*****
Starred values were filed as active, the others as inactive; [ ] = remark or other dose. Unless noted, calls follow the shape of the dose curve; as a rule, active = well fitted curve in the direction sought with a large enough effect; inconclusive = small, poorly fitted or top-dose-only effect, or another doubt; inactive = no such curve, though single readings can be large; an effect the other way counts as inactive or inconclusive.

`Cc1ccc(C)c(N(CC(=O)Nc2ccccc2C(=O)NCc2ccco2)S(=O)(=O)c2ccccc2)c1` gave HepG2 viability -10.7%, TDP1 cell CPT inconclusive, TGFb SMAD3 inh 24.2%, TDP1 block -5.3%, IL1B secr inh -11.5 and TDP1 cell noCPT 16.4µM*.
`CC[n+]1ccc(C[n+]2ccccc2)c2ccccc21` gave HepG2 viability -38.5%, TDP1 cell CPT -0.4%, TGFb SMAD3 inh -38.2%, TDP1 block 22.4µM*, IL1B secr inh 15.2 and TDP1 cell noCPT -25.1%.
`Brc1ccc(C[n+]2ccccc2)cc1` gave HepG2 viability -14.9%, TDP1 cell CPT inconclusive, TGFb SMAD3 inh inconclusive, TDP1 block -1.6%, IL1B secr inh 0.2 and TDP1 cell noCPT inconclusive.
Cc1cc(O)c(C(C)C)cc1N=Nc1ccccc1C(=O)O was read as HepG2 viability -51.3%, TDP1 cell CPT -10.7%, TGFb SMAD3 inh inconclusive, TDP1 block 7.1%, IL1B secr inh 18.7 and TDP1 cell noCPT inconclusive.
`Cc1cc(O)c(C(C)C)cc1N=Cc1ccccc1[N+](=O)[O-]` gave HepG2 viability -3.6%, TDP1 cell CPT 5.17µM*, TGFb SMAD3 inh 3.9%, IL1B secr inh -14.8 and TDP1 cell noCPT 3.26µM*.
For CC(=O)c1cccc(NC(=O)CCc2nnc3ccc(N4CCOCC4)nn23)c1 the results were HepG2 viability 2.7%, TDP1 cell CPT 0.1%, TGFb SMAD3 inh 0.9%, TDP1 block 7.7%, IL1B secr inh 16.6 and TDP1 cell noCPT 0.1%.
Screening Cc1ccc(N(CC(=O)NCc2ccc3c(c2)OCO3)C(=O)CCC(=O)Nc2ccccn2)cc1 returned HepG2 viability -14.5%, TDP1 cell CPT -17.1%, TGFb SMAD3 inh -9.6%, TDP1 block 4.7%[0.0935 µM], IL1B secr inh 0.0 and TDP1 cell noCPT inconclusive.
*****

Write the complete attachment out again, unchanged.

Starred values were filed as active, the others as inactive; [ ] = remark or other dose. Unless noted, calls follow the shape of the dose curve; as a rule, active = well fitted curve in the direction sought with a large enough effect; inconclusive = small, poorly fitted or top-dose-only effect, or another doubt; inactive = no such curve, though single readings can be large; an effect the other way counts as inactive or inconclusive.

`Cc1ccc(C)c(N(CC(=O)Nc2ccccc2C(=O)NCc2ccco2)S(=O)(=O)c2ccccc2)c1` gave HepG2 viability -10.7%, TDP1 cell CPT inconclusive, TGFb SMAD3 inh 24.2%, TDP1 block -5.3%, IL1B secr inh -11.5 and TDP1 cell noCPT 16.4µM*.
`CC[n+]1ccc(C[n+]2ccccc2)c2ccccc21` gave HepG2 viability -38.5%, TDP1 cell CPT -0.4%, TGFb SMAD3 inh -38.2%, TDP1 block 22.4µM*, IL1B secr inh 15.2 and TDP1 cell noCPT -25.1%.
`Brc1ccc(C[n+]2ccccc2)cc1` gave HepG2 viability -14.9%, TDP1 cell CPT inconclusive, TGFb SMAD3 inh inconclusive, TDP1 block -1.6%, IL1B secr inh 0.2 and TDP1 cell noCPT inconclusive.
Cc1cc(O)c(C(C)C)cc1N=Nc1ccccc1C(=O)O was read as HepG2 viability -51.3%, TDP1 cell CPT -10.7%, TGFb SMAD3 inh inconclusive, TDP1 block 7.1%, IL1B secr inh 18.7 and TDP1 cell noCPT inconclusive.
`Cc1cc(O)c(C(C)C)cc1N=Cc1ccccc1[N+](=O)[O-]` gave HepG2 viability -3.6%, TDP1 cell CPT 5.17µM*, TGFb SMAD3 inh 3.9%, IL1B secr inh -14.8 and TDP1 cell noCPT 3.26µM*.
For CC(=O)c1cccc(NC(=O)CCc2nnc3ccc(N4CCOCC4)nn23)c1 the results were HepG2 viability 2.7%, TDP1 cell CPT 0.1%, TGFb SMAD3 inh 0.9%, TDP1 block 7.7%, IL1B secr inh 16.6 and TDP1 cell noCPT 0.1%.
Screening Cc1ccc(N(CC(=O)NCc2ccc3c(c2)OCO3)C(=O)CCC(=O)Nc2ccccn2)cc1 returned HepG2 viability -14.5%, TDP1 cell CPT -17.1%, TGFb SMAD3 inh -9.6%, TDP1 block 4.7%[0.0935 µM], IL1B secr inh 0.0 and TDP1 cell noCPT inconclusive.